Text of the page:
Influence of Tamoxifen on Different Biological Pathways in Tumorigenesis and Transformation in Adipose-Derived Stem Cells, Mammary Cells and Mammary Carcinoma Cell Lines : an In Vitro Study

Breast carcinoma is one of the most common malignant tumors in women. In cases of
hormone-sensitive cells, tamoxifen as an anti-estrogenic substance is a first line medication in the
adjuvant setting. The spectrum of autologous breast reconstructions ranges from fat infiltrations to
complex microsurgical procedures. The influence of adipose-derived stem cells (ASC) on the tumor
bed and a possibly increased recurrence rate as a result are critically discussed. In addition, there
is currently no conclusive recommendation regarding tamoxifen-treated patients and autologous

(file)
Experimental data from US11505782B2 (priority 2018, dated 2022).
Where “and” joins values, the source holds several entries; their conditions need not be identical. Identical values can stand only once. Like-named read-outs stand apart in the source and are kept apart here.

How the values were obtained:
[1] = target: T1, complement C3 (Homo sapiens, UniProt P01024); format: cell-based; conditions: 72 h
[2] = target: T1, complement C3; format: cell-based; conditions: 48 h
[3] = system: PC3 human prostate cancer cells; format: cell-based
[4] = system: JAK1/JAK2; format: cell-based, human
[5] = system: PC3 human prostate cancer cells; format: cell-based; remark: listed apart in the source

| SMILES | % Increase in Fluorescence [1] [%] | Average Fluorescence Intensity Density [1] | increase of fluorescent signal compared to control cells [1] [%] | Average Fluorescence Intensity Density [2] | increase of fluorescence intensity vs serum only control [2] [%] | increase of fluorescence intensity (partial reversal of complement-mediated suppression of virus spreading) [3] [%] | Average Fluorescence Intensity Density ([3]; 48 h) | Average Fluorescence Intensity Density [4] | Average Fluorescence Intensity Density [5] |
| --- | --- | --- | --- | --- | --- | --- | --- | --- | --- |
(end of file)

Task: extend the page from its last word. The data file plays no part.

fat infiltrations. The aim of the present study was to investigate the effect of tamoxifen on the gene
expression of a variety of genes involved in tumorigenesis, cell growth and transformation. Mammary
epithelial cell line and mammary carcinoma cell lines were treated with tamoxifen in vitro as well
as co-cultured with ASC. Gene expression was quantified by PCR arrays and showed increased
expression in the mammary carcinoma cell lines with increasing time of treatment and concentration
of tamoxifen. The data presented can be considered as an addition to the controversial discussion on
the relationship between ASC and breast carcinoma cells. Further studies are needed to quantify the
in vivo interaction of ASC and mammary carcinoma cells and to conclusively assess the impact of
tamoxifen in reconstructive cases with fat grafting.


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